In terms of what’s on the horizon for Gerber, they’re heading back to Chaseholm Farm to work with Sarah. And while what they’re looking forward to most at the moment is a bit of rest and distance from managing a business, they hope to continue to do catering, pop-up food events, and maybe even bring the food cart back to life. The biggest project for Gerber after Aug. 14, however, will be making peace with an ending, even if the journey itself was successful.

“We really want things that we love to last forever. But they don’t, and it’s okay that things end. It’s okay that things change. I’m really excited for the next folks that go into that space and get to try something out. And I’m really excited for Brit’s next adventure. But it’s bittersweet for sure.”

From left, chef Brit Ko and owner Jamie Gerber of Rosey’s in Pine Plains, which will close on Aug. 14. Photo by Matt Petricone

From left, chef Brit Ko and owner Jamie Gerber of Rosey’s in Pine Plains, which will close on Aug. 14. Photo by Matt Petricone

Latest News

The artistic life of Joelle Sander

"Flowers" by the late artist and writer Joelle Sander.

Cornwall Library

The Cornwall Library unveiled its latest art exhibition, “Live It Up!,” showcasing the work of the late West Cornwall resident Joelle Sander on Saturday, April 13. The twenty works on canvas on display were curated in partnership with the library with the help of her son, Jason Sander, from the collection of paintings she left behind to him. Clearly enamored with nature in all its seasons, Sander, who split time between her home in New York City and her country house in Litchfield County, took inspiration from the distinctive white bark trunks of the area’s many birch trees, the swirling snow of Connecticut’s wintery woods, and even the scenic view of the Audubon in Sharon. The sole painting to depict fauna is a melancholy near-abstract outline of a cow, rootless in a miasma haze of plum and Persian blue paint. Her most prominently displayed painting, “Flowers,” effectively builds up layers of paint so that her flurry of petals takes on a three-dimensional texture in their rough application, reminiscent of another Cornwall artist, Don Bracken.

Keep ReadingShow less
A Seder to savor in Sheffield

Rabbi Zach Fredman

Zivar Amrami

On April 23, Race Brook Lodge in Sheffield will host “Feast of Mystics,” a Passover Seder that promises to provide ecstasy for the senses.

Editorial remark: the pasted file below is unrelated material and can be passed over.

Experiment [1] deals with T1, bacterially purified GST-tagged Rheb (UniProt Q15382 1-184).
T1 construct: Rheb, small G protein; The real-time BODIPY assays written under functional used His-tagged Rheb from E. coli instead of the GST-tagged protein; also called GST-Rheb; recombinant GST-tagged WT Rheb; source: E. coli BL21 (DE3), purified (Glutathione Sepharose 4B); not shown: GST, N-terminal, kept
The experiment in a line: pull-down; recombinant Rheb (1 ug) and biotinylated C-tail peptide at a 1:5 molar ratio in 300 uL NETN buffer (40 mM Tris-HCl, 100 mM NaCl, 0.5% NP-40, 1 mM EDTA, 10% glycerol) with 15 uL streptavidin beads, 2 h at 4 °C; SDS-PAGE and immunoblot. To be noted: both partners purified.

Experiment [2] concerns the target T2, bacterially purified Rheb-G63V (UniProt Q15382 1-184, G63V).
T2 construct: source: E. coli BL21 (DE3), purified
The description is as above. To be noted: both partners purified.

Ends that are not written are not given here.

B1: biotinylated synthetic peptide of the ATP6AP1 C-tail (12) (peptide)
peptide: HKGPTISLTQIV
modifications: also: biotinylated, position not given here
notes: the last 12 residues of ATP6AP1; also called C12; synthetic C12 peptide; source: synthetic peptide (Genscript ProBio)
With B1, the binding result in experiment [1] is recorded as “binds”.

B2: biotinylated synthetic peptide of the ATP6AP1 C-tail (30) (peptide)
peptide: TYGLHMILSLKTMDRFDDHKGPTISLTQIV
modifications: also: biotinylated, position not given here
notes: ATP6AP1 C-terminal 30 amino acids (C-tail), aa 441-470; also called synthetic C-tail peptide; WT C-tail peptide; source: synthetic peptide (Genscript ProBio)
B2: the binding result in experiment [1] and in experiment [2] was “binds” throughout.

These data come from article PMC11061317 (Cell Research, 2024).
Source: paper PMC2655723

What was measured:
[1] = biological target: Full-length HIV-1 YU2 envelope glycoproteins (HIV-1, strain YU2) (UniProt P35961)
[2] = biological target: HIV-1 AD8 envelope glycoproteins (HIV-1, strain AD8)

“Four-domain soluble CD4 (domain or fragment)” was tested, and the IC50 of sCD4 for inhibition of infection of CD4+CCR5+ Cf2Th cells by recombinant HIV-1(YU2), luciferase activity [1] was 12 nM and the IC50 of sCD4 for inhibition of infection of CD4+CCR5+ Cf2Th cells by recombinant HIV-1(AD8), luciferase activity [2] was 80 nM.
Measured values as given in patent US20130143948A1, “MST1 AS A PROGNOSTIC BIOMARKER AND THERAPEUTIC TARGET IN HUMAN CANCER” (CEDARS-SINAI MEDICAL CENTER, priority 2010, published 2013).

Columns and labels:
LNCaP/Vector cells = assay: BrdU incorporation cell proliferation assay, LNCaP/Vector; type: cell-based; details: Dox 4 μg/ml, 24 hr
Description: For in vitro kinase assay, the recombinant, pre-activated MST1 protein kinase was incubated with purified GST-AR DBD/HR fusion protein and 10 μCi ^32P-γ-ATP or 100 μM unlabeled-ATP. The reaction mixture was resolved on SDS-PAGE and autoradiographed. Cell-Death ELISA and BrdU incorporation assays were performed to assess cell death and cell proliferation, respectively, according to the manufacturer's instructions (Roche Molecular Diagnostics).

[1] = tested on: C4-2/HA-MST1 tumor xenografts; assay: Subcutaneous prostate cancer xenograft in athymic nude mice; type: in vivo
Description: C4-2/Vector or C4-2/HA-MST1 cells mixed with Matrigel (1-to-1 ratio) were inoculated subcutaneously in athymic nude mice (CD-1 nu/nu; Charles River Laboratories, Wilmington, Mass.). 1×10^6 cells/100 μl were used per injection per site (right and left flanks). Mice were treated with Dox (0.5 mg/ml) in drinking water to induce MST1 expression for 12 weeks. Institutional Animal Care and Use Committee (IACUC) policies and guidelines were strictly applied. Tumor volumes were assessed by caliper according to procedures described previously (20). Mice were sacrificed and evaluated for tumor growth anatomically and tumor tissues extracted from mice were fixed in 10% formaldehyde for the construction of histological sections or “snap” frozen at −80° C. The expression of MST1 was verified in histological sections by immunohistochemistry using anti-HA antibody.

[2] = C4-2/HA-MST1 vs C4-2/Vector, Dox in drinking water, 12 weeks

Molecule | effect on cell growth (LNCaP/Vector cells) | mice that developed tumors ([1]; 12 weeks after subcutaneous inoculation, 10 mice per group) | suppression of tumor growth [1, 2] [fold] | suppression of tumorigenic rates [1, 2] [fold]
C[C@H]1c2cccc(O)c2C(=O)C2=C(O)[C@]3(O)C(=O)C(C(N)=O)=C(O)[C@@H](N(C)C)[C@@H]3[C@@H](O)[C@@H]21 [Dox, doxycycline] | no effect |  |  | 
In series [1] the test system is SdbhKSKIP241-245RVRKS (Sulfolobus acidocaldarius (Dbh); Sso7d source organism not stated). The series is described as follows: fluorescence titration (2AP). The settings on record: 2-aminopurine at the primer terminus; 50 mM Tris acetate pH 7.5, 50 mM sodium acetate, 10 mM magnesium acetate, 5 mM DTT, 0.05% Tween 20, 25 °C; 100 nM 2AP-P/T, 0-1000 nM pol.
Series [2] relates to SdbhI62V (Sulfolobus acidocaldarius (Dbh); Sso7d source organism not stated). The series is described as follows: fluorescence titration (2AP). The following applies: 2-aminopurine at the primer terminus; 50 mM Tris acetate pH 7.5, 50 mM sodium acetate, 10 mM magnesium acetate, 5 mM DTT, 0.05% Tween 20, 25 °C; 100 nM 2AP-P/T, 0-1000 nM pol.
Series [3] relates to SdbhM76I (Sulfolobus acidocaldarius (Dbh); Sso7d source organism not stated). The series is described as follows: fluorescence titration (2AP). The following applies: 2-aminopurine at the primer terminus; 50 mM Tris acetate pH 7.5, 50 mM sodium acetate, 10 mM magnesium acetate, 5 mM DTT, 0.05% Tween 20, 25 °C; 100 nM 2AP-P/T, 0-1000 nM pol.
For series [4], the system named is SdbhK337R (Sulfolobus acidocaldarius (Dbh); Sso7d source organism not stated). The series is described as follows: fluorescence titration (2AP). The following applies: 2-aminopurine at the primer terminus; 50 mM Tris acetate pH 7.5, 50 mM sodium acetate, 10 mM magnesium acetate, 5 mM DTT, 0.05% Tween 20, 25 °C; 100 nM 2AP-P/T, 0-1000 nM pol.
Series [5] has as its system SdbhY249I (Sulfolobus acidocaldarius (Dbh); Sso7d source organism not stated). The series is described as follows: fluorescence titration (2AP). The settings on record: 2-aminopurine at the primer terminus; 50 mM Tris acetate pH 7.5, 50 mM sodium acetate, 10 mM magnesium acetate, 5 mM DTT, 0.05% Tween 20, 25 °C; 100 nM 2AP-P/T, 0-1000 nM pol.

“’The Feast of Mystics’ was a title we used for events back when I was running The New Shul,” said Rabbi Zach Fredman of his time at the independent creative community in the West Village in New York City.

Keep ReadingShow less
Art scholarship now honors HVRHS teacher Warren Prindle

Warren Prindle

Patrick L. Sullivan

Legendary American artist Jasper Johns, perhaps best known for his encaustic depictions of the U.S. flag, formed the Foundation for Contemporary Arts in 1963, operating the volunteer-run foundation in his New York City artist studio with the help of his co-founder, the late American composer and music theorist John Cage. Although Johns stepped down from his chair position in 2015, today the Foundation for Community Arts continues its pledge to sponsor emerging artists, with one of its exemplary honors being an $80 thousand dollar scholarship given to a graduating senior from Housatonic Valley Regional High School who is continuing his or her visual arts education on a college level. The award, first established in 2004, is distributed in annual amounts of $20,000 for four years of university education.

In 2024, the Contemporary Visual Arts Scholarship was renamed the Warren Prindle Arts Scholarship. A longtime art educator and mentor to young artists at HVRHS, Prindle announced that he will be retiring from teaching at the end of the 2023-24 school year. Recently in 2022, Prindle helped establish the school’s new Kearcher-Monsell Gallery in the library and recruited a team of student interns to help curate and exhibit shows of both student and community-based professional artists. One of Kearcher-Monsell’s early exhibitions featured the work of Theda Galvin, who was later announced as the 2023 winner of the foundation’s $80,000 scholarship. Prindle has also championed the continuation of the annual Blue and Gold juried student art show, which invites the public to both view and purchase student work in multiple mediums, including painting, photography, and sculpture.

Keep ReadingShow less